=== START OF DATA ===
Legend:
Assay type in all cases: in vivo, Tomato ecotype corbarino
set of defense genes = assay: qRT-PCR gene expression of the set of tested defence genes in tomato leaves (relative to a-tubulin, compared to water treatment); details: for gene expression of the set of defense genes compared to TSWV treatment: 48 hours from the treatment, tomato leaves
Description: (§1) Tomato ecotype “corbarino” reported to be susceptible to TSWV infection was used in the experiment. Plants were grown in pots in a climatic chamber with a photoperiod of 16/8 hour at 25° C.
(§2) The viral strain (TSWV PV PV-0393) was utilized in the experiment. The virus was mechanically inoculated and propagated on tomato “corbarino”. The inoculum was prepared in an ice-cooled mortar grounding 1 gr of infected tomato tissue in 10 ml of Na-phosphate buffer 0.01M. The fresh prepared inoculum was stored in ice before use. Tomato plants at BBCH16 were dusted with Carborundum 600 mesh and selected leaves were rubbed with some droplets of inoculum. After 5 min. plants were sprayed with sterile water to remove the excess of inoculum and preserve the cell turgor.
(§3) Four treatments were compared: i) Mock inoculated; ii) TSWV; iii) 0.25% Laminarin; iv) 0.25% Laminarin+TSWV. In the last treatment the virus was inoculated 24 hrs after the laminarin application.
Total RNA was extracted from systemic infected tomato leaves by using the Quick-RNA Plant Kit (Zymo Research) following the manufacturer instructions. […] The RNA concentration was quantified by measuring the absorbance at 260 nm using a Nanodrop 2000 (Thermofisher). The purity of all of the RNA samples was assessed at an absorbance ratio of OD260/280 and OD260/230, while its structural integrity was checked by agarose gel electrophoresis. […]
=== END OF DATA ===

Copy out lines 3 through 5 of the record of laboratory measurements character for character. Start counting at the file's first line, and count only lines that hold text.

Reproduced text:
set of defense genes = assay: qRT-PCR gene expression of the set of tested defence genes in tomato leaves (relative to a-tubulin, compared to water treatment); details: for gene expression of the set of defense genes compared to TSWV treatment: 48 hours from the treatment, tomato leaves
Description: (§1) Tomato ecotype “corbarino” reported to be susceptible to TSWV infection was used in the experiment. Plants were grown in pots in a climatic chamber with a photoperiod of 16/8 hour at 25° C.
(§2) The viral strain (TSWV PV PV-0393) was utilized in the experiment. The virus was mechanically inoculated and propagated on tomato “corbarino”. The inoculum was prepared in an ice-cooled mortar grounding 1 gr of infected tomato tissue in 10 ml of Na-phosphate buffer 0.01M. The fresh prepared inoculum was stored in ice before use. Tomato plants at BBCH16 were dusted with Carborundum 600 mesh and selected leaves were rubbed with some droplets of inoculum. After 5 min. plants were sprayed with sterile water to remove the excess of inoculum and preserve the cell turgor.